Thursday, 9 February 2012

Exploiting the unemployed to line the pockets of big business

The following is take from the socialist issue 704


The introduction of the government's flagship welfare service the Work Programme has been criticised recently in a National Audit Office (NAO) report.

The programme was rushed through in just 12 months starting in June 2011. Disgracefully the government paid £63 million in compensation to private companies to end New Labour's Flexible New Deal contracts early. Ten of these same companies also got the lucrative new contracts with the Work Programme. Providing support to those on benefit is big business and there are many multinationals trying to get their hands on the £5 billion budget.

The government propaganda concentrates on scapegoating individuals for not getting a job. Yet unemployment is at 2.65 million and the government's slashing of jobs and services in the public sector only makes it harder to find work.

The scramble for profits skews the way the private companies provide services. The NAO report acknowledges that providers cherry-pick the easier-to-place people into work and "park" individuals who face more barriers getting back into work.

This was highlighted by PCS-commissioned research in 2006 on third sector involvement in welfare provision. This government puts the emphasis and payment on results. It is not concerned with how providers achieve the targets, as long as they get people off benefit. Also, using the current economic crisis as an excuse, it is likely that the private sector providers will demand a relaxation of the targets they signed up to.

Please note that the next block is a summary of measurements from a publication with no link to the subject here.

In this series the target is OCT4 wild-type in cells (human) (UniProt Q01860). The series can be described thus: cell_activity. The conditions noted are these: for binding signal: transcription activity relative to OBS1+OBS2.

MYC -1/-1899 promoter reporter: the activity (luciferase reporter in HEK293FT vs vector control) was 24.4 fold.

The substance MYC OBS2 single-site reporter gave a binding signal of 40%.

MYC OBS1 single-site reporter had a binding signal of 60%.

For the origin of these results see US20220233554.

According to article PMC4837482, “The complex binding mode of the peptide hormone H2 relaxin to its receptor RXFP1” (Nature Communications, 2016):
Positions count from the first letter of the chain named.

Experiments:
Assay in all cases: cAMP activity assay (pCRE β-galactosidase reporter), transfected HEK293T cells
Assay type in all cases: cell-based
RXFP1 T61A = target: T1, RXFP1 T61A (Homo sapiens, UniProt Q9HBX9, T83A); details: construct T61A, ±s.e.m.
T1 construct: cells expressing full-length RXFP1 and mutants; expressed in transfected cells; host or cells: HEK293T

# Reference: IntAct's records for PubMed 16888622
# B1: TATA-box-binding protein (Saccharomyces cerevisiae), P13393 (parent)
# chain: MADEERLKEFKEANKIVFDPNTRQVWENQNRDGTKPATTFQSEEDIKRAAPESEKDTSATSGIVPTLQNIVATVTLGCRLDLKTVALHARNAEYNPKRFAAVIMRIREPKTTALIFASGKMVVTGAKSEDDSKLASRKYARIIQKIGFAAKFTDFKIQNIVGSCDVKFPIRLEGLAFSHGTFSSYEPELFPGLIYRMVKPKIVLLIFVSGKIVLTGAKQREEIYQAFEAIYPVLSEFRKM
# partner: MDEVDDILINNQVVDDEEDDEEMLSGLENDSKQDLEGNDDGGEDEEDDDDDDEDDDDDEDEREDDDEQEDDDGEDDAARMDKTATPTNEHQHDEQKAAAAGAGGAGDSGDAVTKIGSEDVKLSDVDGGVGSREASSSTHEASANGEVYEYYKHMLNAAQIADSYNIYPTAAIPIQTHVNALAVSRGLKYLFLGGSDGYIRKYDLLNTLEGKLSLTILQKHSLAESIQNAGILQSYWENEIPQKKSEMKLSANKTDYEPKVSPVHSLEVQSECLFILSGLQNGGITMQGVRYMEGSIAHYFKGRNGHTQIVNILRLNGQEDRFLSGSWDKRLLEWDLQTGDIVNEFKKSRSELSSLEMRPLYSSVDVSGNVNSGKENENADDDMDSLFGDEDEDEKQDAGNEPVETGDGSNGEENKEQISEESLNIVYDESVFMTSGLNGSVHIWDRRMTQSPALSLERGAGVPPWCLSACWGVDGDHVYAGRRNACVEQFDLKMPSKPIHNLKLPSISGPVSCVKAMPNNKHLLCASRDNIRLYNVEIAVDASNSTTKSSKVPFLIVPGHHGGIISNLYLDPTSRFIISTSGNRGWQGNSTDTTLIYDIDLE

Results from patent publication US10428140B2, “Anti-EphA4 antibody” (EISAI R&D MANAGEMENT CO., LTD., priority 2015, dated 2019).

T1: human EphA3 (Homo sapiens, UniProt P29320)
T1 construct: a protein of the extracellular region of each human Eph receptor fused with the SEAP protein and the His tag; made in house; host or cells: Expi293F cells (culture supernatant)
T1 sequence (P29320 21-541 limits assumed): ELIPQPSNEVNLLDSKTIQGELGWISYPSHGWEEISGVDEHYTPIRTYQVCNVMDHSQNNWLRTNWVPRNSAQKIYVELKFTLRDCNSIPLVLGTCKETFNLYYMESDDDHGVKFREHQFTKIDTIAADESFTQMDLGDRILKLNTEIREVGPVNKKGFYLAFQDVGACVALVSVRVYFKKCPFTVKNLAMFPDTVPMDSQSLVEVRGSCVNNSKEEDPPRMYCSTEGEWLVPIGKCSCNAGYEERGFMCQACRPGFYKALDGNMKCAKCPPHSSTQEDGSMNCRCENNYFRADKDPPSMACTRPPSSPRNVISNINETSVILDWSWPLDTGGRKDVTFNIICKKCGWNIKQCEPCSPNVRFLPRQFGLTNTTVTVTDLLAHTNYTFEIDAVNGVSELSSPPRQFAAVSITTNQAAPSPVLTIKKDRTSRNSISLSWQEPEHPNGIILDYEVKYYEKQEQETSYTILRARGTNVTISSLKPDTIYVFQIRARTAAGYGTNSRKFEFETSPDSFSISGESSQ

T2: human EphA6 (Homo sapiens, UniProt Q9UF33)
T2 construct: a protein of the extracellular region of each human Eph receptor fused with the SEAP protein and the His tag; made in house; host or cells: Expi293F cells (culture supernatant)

It is often difficult for the public to raise concerns with the quality of these companies' services. Many of them also have a bad track record in the treatment of their own employees, (see article below).

The NAO report recommends that the Department for Work and Pensions (DWP) monitors the contracts more robustly. And it highlights some of the problems caused by privatisation. PCS members working in the DWP have a proven track record in providing the best support to help claimants back into work. So the work should be brought back in-house by staffing up jobcentres to provide good quality, individualised support for those on benefit, rather than pouring public money into the coffers of big business.

PCS will continue to campaign for our alternative to the government's attacks on the welfare state, as well as opposing all cuts.

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